Total surprise as Facebook offers strong email encryption -

Total surprise as Facebook offers strong email encryption

Douglas Crawford

Douglas Crawford

June 2, 2015

Facebook has surprised usually skeptical security experts by adding an extra, genuinely privacy enhancing feature to its service. Facebook users can now hand over their public OpenPGP keys (warning! never hand over your private keys!) to Facebook, which will then then send all emails using strong PGP encryption.

We have discussed Pretty Good Privacy (PGP) encryption in quite some detail before, taking a close look at its open source incarnation GnuPG. Facebook announced in February that it was now ‘going to sponsor GNU Privacy Guard (GnuPG) development with commitments of $50,000 per year to help sustain the important work of this open source security project.’

This latest move comes on top of adding support for accessing Facebook anonymously via the Tor hidden network, and adding secure open source TextSecure technology from Whisper Open Systems to its WhatsApp text messaging service last November.

Although Facebook is not known for giving a hoot about users’ privacy, these actions have impressed observers. As Russel Brandom from The Verge observes,

‘Together, they provide an effective way to use Facebook without revealing your identity, connecting through Tor and maintaining the account through encrypted emails. Any emails sent under the system will clearly be from Facebook, but won’t reveal which account they’re sent in reference to, allowing the user to receive alerts without breaking anonymity. It’s a potentially crucial feature for activists and journalists in oppressive countries, looking to use Facebook under a pseudonym without revealing themselves to the network.

This is a view echoed by security researcher Eleanor Saitta, who told Wired that,

The advertising business requires that they collect more data than we want. However, their security team wants to work with [the privacy community] and they can make a real difference.

So what does this actually mean?

PGP works by encrypting messages using asymmetric key pairs generated by individual PPG users. These keys can then be exchanged with other users, and users may add a digital signature to verify the identity of sender and the message’s integrity.

With public-key cryptography, each user has a private key, which they keep secret and use to decrypt emails sent to them using their public key. They also have a public key, which they freely distribute so that other people can use it to send them encrypted mail.

  • Public key – distributed so that others can use it to encrypt mail for sending to you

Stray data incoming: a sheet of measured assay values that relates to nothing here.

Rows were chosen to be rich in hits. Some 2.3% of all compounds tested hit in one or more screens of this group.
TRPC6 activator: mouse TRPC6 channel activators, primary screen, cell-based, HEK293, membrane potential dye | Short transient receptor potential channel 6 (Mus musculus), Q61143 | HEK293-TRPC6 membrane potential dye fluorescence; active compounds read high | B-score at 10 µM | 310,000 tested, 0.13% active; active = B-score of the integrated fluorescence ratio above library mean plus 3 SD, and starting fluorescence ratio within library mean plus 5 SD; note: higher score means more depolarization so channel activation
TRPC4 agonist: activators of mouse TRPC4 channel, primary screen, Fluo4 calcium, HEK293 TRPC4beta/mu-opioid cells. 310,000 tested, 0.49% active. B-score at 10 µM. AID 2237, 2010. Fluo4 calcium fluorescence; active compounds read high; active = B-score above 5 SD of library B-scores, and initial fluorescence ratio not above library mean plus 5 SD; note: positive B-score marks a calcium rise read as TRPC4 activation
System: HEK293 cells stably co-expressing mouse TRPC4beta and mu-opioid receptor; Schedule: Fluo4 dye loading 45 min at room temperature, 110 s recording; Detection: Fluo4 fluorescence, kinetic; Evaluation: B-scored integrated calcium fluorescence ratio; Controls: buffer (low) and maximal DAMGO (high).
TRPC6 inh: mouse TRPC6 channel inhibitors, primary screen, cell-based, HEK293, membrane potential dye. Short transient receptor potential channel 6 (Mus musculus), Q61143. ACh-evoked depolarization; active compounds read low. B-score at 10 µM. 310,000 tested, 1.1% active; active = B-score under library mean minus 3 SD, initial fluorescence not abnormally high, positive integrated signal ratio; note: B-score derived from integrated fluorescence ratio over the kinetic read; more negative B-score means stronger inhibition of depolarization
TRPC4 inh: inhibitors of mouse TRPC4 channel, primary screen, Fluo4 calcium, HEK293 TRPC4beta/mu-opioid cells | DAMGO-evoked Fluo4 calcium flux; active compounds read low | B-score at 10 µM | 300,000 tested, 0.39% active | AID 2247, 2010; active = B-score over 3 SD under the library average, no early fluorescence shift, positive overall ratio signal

• Private key – kept secret and used to decrypt own mail

Users should be aware that although the contents of emails, together with any attachments, are encrypted when using PGP, headers and metadata (such when, to who, and by whom emails are sent) are not. This is a problem that new services such as ProtonMail and Tutanota are trying to address.

PGP users will, however, benefit from the fact that the contents of all communications outside of Facebook will now be gobbledegook to third party email providers (such as Gmail etc.), and anyone else who intercept emails from Facebook without their private key. All internal Facebook messages and connections are protected using SSL encryption.

Facebook, of course, can read all messages (and can be compelled by the NSA and many national governments to hand such information over), but this could nevertheless the be a godsend for dissidents and whistleblowers in repressive regimes whose governments have no power over Facebook, and where the ability to organize via social media is vital to protecting human rights.

So what do I do if I want it?

  1. The first thing you need to do is create a PGP key pair. The most secure way to use PGP is with a standalone email client , but the free and open source browser extension Mailvelope is much easier to use, while still providing a high level of security and privacy. Remember that as with all security related software, it is vital to verify the digital signature of any software you download.

Mailvelope export public key

We have generated a new key pair using Mailvelope, and are ready to export it using Cut & Paste

  1. Sign into your Facebook account and head for About -> Contact Basic Info -> Add a public key.

Facebook 1

  1. Paste in your public key (not your private one!) into the box provided, check the ‘Use this public key to encrypt notification emails that Facebook sends you’ box.

Facebook 2

It is probably a very good idea to enable some alternative account recovery method before hitting ‘Save changes’.

  1. Facebook will send you a PGP encrypted email verifying that you want to receive encrypted communications…

Facebook 4

This message can only be decrypted using your PGP software and private PGP key

… once you have confirmed, you should only receive PGP encrypted emails from Facebook.

Facebook 5

If you leave your public key on the Public privacy setting, then other Facebook users can see it use it to send you securely encrypted emails.

Facebook 3

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